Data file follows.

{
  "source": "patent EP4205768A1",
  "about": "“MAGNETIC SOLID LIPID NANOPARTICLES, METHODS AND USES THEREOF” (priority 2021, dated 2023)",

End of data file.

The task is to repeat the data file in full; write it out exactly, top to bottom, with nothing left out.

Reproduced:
{
  "source": "patent EP4205768A1",
  "about": "“MAGNETIC SOLID LIPID NANOPARTICLES, METHODS AND USES THEREOF” (priority 2021, dated 2023)",